from Lars Syll
In his book Why Minsky Matters L. Randall Wray tries to explain in what way Hyman Minsky’s thoughts offer a radical challenge to mainstream economic theory.
Although there were a handful of economists who had warned as early as 2000 about the possibility of a crisis, Minsky’s warnings actually began a half century earlier—with publications in 1957 that set out his vision of financial instability. Over the next forty years, he refined and continually updated the theory. It is not simply that he was more prescient than others. His analysis digs much deeper. For that reason, his work can continue to guide us not only through the next crisis, but even those that will follow.
Minsky’s view can be captured in his memorable phrase: “Stability is destabilizing.” What appears initially to be contradictory or perhaps ironic is actually tremendously insightful: to the degree that the economy achieves what looks to be robust and stable growth, this is setting up the conditions in which a crash becomes ever more likely. It is the stability that Changes behaviors, policy making, and business opportunities so that the instability results.
As a young research stipendiate in the U.S. yours truly had the great pleasure and privelege of having Hyman Minsky as teacher.
He was a great inspiration at the time.
He still is.
The concepts which it is usual to ignore or deemphasize in interpreting Keynes — the cyclical perspective, the relations between investment and finance, and uncertainty, are the keys to an understanding of the full significance of his contribution …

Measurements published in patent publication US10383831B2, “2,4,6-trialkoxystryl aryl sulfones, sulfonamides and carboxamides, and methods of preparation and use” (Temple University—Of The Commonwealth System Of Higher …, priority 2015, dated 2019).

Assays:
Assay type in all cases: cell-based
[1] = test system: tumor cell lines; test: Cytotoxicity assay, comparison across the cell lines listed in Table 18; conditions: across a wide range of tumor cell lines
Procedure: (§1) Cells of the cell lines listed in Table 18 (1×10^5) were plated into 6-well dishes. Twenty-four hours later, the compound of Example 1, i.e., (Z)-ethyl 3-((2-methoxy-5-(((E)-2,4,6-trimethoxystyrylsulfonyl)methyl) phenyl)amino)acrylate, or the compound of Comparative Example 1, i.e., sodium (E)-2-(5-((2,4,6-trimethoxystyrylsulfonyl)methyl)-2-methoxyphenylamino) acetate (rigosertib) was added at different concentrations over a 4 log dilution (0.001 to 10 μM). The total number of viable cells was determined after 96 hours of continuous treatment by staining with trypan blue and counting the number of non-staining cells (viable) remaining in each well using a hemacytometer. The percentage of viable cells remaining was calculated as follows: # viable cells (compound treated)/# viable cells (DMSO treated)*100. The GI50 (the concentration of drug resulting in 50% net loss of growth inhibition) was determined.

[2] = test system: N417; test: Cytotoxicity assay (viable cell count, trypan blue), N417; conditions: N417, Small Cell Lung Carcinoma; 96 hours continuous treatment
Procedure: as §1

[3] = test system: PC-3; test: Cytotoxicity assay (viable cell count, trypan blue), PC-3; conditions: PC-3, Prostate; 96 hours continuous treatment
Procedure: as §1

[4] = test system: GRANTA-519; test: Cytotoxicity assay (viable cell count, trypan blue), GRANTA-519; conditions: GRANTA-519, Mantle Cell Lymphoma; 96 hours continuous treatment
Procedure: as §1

The glib assumption made by Professor Hicks in his exposition of Keynes’s contribution that there is a simple, negatively sloped function, reflecting the productivity of increments to the stock of capital, that relates investment to the interest rate is a caricature of Keynes’s theory of investment … which relates the pace of investment not only to prospective yields but also to ongoing financial behavior …
The conclusion to our argument is that the missing step in the standard Keynesian theory was the explicit consideration of capitalist finance within a cyclical and speculative context. Once captalist finance is introduced and the development of cash flows … during the various states of the economy is explicitly examined, then the full power of the revolutionary insights and the alternative frame of analysis that Keynes developed becomes evident …
The greatness of The General Theory was that Keynes visualized [the imperfections of the monetary-financial system] as systematic rather than accidental or perhaps incidental attributes of capitalism … Only a theory that was explicitly cyclical and overtly financial was capable of being usef